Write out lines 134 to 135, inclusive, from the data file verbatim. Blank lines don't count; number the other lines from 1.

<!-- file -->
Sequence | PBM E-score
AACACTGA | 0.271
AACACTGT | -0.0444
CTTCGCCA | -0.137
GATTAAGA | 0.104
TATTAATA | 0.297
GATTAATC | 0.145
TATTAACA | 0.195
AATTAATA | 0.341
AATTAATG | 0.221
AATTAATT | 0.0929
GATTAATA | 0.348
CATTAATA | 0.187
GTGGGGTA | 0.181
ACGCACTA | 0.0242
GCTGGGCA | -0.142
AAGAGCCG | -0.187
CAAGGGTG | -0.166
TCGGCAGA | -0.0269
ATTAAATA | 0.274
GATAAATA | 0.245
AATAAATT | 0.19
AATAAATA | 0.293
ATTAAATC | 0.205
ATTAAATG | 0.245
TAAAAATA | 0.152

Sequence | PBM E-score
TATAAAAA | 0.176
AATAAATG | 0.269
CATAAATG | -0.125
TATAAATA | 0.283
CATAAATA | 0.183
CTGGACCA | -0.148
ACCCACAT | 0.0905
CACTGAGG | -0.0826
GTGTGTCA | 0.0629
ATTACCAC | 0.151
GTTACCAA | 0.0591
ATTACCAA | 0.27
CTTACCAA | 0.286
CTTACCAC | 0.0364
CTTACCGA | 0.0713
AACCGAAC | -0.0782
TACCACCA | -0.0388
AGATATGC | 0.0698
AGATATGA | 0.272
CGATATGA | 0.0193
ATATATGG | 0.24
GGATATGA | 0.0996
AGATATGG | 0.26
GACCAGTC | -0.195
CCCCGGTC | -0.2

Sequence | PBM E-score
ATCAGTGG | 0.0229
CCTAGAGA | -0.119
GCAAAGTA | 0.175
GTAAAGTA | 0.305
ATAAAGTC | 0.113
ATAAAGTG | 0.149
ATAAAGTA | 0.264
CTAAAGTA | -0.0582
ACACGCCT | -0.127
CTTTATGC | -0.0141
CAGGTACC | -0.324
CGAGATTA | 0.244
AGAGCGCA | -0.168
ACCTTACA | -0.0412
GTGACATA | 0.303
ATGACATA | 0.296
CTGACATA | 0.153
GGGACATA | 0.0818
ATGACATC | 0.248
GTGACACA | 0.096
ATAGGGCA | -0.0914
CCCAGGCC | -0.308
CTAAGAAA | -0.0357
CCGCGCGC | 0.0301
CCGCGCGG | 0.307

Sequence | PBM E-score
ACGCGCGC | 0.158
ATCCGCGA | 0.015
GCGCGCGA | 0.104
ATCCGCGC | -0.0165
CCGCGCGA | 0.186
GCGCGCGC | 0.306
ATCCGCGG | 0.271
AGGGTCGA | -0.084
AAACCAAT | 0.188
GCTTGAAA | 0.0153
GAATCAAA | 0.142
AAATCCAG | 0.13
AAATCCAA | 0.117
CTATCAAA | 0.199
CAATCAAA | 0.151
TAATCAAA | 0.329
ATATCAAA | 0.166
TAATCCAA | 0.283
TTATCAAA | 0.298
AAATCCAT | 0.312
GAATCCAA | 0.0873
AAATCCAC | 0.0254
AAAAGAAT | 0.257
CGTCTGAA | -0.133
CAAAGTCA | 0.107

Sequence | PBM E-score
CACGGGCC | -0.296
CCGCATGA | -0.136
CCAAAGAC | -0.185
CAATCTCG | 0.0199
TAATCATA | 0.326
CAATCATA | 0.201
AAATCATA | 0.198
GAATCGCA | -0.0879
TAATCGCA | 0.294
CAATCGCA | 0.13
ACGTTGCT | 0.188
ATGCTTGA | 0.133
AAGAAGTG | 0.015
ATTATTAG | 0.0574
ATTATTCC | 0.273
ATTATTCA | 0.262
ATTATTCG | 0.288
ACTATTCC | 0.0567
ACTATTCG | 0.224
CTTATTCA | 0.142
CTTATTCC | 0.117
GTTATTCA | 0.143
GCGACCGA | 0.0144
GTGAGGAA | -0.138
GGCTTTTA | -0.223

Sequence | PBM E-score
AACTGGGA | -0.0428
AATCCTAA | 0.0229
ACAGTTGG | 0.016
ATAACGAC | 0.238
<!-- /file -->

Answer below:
ACAGTTGG | 0.016
ATAACGAC | 0.238